Mexico: Labor Turmoil Following Disaster Draws in the AFL-CIO’s USW
The horrific Pasta de Conchos mining accident sparked a leadership crisis in Mexico’s mammoth mine and steelworkers union, and officials with United Steelworkers of America are taking sides.
Soon after the Feb. 19 explosion, which killed 65 workers at the mine near the Texas border, the Mexican government accused union leader Napoleon Gomez Urrutia of stealing millions of dollars from his own members.
In March, the USW gave Mr. Gomez and his family asylum in Arizona, helping him escape arrest in Mexico. Union officials in Pittsburgh say the charges are bogus and describe Mr. Gomez as a fiercely independent labor leader willing to fight against entrenched power interests, both at home and abroad.
The conflict between the government and the union leader has sparked months of labor unrest across Mexico, with lengthy strikes and at least one deadly encounter between police and union members. Mr. Gomez’s supporters are threatening a new round of nationwide strikes unless the government drops its allegations. Those threats come at a time when Mexico is dealing with the aftermath of a hugely contentious presidential election.
Gerald D. Fernandez, assistant to the USW president, said the Mexican government is trying to undermine the tough negotiating tactics and growing militancy of Mr. Gomez’s union, the country’s largest industrial union.
“So far, the government has not presented anything publicly that proves their case,” he said. The charges against Mr. Gomez, he said, are nothing more than “political persecution.”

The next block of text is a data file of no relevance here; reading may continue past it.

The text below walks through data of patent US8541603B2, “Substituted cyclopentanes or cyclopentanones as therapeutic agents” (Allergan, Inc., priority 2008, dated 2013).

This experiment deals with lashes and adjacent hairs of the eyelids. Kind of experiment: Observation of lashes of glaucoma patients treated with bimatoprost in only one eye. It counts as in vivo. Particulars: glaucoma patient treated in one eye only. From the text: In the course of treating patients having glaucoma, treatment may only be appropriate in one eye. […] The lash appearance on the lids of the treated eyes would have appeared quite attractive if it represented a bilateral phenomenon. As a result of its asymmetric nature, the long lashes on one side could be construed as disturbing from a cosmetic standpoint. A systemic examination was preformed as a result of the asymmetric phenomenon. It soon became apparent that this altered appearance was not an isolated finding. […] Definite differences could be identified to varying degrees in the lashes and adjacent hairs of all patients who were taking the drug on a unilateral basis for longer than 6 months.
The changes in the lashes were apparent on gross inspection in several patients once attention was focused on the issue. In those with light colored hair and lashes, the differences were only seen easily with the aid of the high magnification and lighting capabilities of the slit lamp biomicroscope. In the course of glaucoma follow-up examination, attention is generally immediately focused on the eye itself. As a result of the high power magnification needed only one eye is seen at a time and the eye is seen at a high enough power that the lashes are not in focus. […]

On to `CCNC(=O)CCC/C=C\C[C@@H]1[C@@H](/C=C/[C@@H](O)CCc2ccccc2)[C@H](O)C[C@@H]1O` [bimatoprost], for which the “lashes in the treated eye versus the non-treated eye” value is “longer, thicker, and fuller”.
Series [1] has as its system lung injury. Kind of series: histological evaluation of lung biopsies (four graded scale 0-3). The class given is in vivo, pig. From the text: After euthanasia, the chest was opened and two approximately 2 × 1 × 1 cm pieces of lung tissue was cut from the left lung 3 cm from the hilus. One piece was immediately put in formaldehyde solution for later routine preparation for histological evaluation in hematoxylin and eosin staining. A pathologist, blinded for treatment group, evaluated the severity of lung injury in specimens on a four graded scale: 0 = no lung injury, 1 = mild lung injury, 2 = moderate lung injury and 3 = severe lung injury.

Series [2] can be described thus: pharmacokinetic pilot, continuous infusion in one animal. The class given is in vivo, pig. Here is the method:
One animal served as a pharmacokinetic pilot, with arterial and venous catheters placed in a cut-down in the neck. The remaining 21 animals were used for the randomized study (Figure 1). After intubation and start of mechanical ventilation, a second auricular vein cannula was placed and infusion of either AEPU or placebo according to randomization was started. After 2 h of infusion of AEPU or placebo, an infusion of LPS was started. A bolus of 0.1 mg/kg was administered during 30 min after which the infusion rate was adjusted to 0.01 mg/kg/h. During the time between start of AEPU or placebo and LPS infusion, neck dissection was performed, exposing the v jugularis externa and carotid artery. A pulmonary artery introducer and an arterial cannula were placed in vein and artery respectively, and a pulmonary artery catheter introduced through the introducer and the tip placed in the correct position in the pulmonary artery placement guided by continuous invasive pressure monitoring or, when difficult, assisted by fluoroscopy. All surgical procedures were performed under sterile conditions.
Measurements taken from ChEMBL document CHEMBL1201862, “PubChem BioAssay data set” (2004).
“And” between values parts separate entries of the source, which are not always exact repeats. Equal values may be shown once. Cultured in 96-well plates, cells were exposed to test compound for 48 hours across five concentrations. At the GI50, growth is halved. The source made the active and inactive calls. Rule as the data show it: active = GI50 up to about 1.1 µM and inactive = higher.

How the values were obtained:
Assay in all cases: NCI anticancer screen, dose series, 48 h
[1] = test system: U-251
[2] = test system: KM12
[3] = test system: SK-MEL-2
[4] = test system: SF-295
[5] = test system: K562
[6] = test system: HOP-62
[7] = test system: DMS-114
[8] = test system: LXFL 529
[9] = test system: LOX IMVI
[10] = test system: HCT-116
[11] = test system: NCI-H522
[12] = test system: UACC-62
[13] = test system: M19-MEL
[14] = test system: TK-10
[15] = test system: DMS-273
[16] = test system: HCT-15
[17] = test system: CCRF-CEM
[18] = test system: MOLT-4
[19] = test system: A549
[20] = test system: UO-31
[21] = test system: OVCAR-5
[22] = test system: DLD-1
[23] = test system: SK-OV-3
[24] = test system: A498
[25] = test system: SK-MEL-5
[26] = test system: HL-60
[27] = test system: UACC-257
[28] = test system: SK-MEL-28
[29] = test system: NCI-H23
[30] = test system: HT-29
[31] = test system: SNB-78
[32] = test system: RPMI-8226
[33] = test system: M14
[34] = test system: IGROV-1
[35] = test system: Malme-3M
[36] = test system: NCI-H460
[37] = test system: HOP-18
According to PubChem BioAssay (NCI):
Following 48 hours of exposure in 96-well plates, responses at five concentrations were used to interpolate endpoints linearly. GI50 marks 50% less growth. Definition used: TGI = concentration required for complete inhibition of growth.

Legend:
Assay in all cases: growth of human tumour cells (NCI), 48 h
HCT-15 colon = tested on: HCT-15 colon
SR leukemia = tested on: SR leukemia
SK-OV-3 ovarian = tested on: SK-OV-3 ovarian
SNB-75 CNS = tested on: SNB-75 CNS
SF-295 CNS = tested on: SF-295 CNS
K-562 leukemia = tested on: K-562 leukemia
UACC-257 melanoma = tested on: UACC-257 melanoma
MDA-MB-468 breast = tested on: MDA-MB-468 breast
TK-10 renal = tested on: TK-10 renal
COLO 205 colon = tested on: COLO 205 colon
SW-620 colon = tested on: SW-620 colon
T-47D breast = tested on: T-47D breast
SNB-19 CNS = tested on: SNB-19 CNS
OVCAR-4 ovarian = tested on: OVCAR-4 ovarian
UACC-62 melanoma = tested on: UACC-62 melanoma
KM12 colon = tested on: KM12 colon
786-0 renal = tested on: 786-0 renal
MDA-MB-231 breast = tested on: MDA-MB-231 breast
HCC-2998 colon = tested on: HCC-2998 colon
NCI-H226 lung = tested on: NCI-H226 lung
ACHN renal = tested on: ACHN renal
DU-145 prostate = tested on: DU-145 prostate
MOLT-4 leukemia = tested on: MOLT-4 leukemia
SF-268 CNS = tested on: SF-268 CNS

Mr. Gomez, 60, and his family are now at an undisclosed location in Canada.
“I’ve never taken a single cent, dollar, peso or whatever,” he said in a recent telephone interview. “These are false accusations meant to discredit me. But my members know exactly who I am. They strongly support me.”
He insists that the union—Sindicato de Trabajadores Mineros y Metalurgicos de la Republica Mexicana—has extensive documentation for the money he’s accused of taking and that the government has ignored that evidence.
Luis Raul Sarmiento, a regional director for the Mexican [government’s] labor secretary, said his department acted only when it received complaints from union members.
A new kind of union
USW officials started forging closer ties with Mexico’s mine and steelworker union in the 1990s, as part of a larger strategy of using global labor alliances to confront the growing strength of multinational corporations.
At the time, Mr. Gomez’s father, Napoleon Gomez Sada, had headed the union for almost four decades. Longtime observers of Mexican politics describe him as a true “charro,” a member of a class of ruthless and often corrupt labor leaders who worked closely with the Institutional Revolutionary Party, or PRI, to control the country’s political system.
Some union officials held seats in the Mexican Congress or high-ranking government posts. Others ensured that their rank-and-file members turned out for PRI on elections and helped manipulate election results.
“They were not actually unions,” said Ben Davis, director of the AFL-CIO’s solidarity center in Mexico City. “They were appendages of the ruling party.”
Six years ago, the National Action Party broke PRI’s 70-year grip on the presidency, and new president Vicente Fox promised broad reforms and an end to the corruption of the past.
Mr. Gomez became head of the mine and steelworkers union when his father died in 2001, at age 86. Some labor activists rolled their eyes at the father-son succession, but Mr. Gomez, an Oxford-educated economist who had never worked in a mine, quickly showed that he was willing to take a different route.